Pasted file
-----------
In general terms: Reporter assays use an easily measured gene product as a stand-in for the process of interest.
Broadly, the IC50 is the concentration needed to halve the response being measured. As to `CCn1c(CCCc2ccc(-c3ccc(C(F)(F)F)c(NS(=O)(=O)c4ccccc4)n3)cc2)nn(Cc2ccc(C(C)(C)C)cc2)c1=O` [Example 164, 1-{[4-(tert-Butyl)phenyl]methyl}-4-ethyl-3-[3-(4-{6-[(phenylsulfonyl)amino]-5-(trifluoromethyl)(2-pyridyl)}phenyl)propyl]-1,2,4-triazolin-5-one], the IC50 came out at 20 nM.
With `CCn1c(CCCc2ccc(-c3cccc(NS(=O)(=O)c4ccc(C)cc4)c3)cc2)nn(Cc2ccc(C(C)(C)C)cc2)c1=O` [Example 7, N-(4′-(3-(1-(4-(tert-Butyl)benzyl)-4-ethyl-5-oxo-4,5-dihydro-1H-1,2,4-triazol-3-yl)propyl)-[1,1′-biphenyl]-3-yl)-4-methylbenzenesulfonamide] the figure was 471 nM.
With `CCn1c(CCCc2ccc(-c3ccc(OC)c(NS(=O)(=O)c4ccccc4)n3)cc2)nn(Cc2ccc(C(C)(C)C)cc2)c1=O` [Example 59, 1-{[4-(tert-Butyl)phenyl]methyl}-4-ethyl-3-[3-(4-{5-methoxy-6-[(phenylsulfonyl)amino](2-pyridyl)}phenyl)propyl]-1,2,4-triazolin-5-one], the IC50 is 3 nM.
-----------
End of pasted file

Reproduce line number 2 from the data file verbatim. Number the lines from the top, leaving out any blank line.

Broadly, the IC50 is the concentration needed to halve the response being measured. As to `CCn1c(CCCc2ccc(-c3ccc(C(F)(F)F)c(NS(=O)(=O)c4ccccc4)n3)cc2)nn(Cc2ccc(C(C)(C)C)cc2)c1=O` [Example 164, 1-{[4-(tert-Butyl)phenyl]methyl}-4-ethyl-3-[3-(4-{6-[(phenylsulfonyl)amino]-5-(trifluoromethyl)(2-pyridyl)}phenyl)propyl]-1,2,4-triazolin-5-one], the IC50 came out at 20 nM.